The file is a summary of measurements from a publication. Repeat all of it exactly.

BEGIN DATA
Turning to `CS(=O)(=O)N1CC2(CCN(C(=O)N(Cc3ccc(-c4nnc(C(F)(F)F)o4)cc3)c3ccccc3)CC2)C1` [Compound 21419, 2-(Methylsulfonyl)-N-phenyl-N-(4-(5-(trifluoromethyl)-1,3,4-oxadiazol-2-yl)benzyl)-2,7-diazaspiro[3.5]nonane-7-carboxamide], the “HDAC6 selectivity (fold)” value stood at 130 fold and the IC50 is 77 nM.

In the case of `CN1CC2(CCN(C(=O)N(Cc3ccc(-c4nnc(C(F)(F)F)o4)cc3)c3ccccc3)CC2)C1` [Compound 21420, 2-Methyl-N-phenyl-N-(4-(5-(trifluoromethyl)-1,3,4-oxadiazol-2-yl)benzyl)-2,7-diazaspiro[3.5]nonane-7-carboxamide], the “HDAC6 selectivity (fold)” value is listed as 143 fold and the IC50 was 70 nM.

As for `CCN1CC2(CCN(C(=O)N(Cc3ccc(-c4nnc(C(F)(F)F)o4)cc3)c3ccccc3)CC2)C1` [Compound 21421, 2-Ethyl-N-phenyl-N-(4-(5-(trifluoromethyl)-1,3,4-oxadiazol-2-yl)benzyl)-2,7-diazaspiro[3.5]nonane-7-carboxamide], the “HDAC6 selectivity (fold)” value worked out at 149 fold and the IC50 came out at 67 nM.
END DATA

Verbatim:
Turning to `CS(=O)(=O)N1CC2(CCN(C(=O)N(Cc3ccc(-c4nnc(C(F)(F)F)o4)cc3)c3ccccc3)CC2)C1` [Compound 21419, 2-(Methylsulfonyl)-N-phenyl-N-(4-(5-(trifluoromethyl)-1,3,4-oxadiazol-2-yl)benzyl)-2,7-diazaspiro[3.5]nonane-7-carboxamide], the “HDAC6 selectivity (fold)” value stood at 130 fold and the IC50 is 77 nM.

In the case of `CN1CC2(CCN(C(=O)N(Cc3ccc(-c4nnc(C(F)(F)F)o4)cc3)c3ccccc3)CC2)C1` [Compound 21420, 2-Methyl-N-phenyl-N-(4-(5-(trifluoromethyl)-1,3,4-oxadiazol-2-yl)benzyl)-2,7-diazaspiro[3.5]nonane-7-carboxamide], the “HDAC6 selectivity (fold)” value is listed as 143 fold and the IC50 was 70 nM.

As for `CCN1CC2(CCN(C(=O)N(Cc3ccc(-c4nnc(C(F)(F)F)o4)cc3)c3ccccc3)CC2)C1` [Compound 21421, 2-Ethyl-N-phenyl-N-(4-(5-(trifluoromethyl)-1,3,4-oxadiazol-2-yl)benzyl)-2,7-diazaspiro[3.5]nonane-7-carboxamide], the “HDAC6 selectivity (fold)” value worked out at 149 fold and the IC50 came out at 67 nM.